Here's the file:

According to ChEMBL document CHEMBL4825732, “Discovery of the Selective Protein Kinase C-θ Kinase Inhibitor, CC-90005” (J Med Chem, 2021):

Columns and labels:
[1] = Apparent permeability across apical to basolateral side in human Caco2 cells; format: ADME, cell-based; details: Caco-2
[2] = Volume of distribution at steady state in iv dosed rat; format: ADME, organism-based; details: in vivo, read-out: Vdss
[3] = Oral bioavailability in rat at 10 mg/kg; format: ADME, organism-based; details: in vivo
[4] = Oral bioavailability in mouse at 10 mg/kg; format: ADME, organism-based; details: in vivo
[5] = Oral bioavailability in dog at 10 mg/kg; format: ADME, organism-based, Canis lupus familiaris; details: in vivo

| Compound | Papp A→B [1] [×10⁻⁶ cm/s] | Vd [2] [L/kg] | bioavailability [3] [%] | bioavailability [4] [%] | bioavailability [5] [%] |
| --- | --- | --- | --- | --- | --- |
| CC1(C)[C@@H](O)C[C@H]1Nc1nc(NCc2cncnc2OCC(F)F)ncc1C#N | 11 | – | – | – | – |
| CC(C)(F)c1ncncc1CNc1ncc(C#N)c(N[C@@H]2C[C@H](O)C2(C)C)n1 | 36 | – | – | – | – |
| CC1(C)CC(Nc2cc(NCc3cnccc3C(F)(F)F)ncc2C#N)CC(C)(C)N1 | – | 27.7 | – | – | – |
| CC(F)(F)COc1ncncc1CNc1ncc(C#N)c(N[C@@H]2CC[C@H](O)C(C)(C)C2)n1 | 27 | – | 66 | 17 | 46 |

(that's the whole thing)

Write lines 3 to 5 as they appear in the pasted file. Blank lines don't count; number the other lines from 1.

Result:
[1] = Apparent permeability across apical to basolateral side in human Caco2 cells; format: ADME, cell-based; details: Caco-2
[2] = Volume of distribution at steady state in iv dosed rat; format: ADME, organism-based; details: in vivo, read-out: Vdss
[3] = Oral bioavailability in rat at 10 mg/kg; format: ADME, organism-based; details: in vivo